At the Husavík Research Institute, a paradise of Nordic perfection where the blemished are banished and the pretty are promoted, acne-ridden Magnus is sent on a bogus anthropological fact-finding mission to visit every village, town, and city in Wales to file “reports” for Iceland’s upcoming colonisation. The reports he composes are fragments of snarky travelogue, highly suspicious tales of local folklore, unforgiving recaps of childhood trauma, and cris de coeur from a misanthropic outsider fated to stalk the wild Welsh countryside suffering squeamish erotic reveries about Helga Horsedóttir. Presented in alphabetical, achronological order, Condemned to Cymru is a comico-pimply picaresque, a digressive ramble into the dark heart of boredom, and the essential reference encyclopedia of self-hatred.
“Here’s a promise: the latest from M.J. Nicholls is like nothing you’ve ever read before. Set in an era of mass irradiation, Condemned to Cymru will be a big fat Quantum IV-level zit right on the nose of your otherwise airbrushed, plastically perfected reading list. Lean in and pop this sucker. Send a portentous pus of futuristic archaicisms and gorgeous grotesquerie dripping down the bathroom mirror. You’ll never reflect on the possibilities of fiction the same.”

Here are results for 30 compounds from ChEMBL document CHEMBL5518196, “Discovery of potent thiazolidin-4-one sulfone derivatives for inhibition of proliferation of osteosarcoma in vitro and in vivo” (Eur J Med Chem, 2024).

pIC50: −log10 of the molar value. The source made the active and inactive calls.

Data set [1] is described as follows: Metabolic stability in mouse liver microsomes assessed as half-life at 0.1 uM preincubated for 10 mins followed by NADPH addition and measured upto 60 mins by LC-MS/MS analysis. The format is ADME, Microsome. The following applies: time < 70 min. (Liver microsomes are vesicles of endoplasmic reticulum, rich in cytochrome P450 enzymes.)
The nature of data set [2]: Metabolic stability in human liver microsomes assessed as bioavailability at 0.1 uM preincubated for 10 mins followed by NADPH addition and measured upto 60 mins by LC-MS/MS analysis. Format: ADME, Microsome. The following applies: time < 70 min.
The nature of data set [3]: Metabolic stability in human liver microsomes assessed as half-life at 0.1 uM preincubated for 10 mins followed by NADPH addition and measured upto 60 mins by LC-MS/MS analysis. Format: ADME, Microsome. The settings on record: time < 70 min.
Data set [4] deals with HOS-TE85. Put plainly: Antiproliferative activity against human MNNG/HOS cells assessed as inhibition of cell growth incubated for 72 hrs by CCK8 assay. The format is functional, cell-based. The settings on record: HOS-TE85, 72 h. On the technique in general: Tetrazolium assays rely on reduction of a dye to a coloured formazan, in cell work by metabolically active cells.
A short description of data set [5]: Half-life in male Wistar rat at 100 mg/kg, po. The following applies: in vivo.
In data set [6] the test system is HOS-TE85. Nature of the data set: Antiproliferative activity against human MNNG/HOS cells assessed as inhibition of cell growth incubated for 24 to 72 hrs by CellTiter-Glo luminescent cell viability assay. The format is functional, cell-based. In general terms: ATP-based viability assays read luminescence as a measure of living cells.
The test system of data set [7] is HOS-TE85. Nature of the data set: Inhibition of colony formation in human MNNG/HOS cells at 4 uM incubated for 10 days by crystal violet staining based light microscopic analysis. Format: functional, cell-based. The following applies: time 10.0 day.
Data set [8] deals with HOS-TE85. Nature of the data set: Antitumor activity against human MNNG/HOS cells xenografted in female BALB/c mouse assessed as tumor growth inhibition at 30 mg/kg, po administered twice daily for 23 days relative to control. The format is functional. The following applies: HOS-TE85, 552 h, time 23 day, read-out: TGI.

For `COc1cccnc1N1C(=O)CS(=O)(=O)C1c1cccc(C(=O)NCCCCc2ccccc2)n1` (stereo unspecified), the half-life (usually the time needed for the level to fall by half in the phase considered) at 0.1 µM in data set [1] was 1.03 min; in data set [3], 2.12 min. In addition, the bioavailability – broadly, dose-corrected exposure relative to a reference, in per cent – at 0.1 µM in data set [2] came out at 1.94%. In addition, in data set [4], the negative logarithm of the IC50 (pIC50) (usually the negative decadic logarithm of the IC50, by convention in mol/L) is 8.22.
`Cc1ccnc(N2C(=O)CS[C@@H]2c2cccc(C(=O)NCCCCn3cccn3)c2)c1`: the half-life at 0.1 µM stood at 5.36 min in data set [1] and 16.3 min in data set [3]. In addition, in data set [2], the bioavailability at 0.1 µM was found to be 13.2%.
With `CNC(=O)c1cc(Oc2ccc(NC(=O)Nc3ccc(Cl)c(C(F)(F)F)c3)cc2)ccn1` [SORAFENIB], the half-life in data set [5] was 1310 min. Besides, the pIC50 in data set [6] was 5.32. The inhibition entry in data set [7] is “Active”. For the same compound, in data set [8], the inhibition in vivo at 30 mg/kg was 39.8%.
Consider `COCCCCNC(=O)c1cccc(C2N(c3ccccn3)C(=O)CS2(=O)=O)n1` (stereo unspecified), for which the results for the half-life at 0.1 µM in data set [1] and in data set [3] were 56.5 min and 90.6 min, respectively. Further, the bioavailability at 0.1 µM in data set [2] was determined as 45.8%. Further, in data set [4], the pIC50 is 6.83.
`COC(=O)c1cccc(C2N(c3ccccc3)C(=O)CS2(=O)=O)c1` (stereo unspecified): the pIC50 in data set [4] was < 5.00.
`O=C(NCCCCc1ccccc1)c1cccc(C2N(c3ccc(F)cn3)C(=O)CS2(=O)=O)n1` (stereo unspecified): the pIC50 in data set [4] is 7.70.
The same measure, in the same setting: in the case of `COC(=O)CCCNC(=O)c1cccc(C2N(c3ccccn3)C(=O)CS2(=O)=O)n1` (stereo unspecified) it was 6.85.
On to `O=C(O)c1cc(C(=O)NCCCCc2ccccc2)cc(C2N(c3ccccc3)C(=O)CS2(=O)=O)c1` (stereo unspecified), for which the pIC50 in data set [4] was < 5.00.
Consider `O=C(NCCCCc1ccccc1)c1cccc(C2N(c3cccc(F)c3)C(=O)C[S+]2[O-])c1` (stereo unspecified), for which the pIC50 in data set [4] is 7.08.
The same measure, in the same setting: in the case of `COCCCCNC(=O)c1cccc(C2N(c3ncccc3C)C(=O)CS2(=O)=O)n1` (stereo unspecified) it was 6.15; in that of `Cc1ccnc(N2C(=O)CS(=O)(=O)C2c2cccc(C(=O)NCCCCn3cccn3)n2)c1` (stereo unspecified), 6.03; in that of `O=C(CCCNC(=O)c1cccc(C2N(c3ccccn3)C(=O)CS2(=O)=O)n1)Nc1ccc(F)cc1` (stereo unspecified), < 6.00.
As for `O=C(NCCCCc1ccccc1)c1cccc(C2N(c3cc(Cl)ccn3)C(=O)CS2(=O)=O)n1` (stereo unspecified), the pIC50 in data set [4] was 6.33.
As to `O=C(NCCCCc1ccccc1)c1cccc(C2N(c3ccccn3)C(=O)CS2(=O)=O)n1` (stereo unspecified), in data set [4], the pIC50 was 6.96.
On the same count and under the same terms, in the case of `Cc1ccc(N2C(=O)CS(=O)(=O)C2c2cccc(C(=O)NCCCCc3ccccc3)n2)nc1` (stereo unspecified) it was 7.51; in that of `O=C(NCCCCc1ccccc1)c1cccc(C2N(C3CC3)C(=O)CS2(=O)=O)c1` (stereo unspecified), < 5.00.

—Dan Tremaglio, author of Half an Arc & Artifacts & Then the Other Half
“M.J. Nicholls’ new novel Condemned to Cymru is Rabelaisian in every sense of the word: it’s gross, it’s droll, there’s sex and violence and jokes. It even affects the Rabelaisian flourish of an artificial structure—the story is mostly presented as one pathetic misanthrope’s alphabetized travelogue (of sorts) of Wales, written for a sinister Icelandic thinktank bent on world domination. And much like Rabelais, beneath all the playful language and grotesqueries is a story concerned with people, society, suffering, and justice (or the lack thereof)… [T]his book is a tremendous amount of fun, and even the bleakest parts have a core of playfulness to them. M.J. Nicholls has written a clever, surprising story, equal parts funny and despairing, sharp enough to keep you reading a literal alphabetical list of Welsh towns, parsing a tangled story overheard in a pub for deeper meanings, or trying to find the metacommentary behind a giant rampaging buttocks smashing the local sheep to smithereens.”
—Eric Williams, in Heavy Feather Review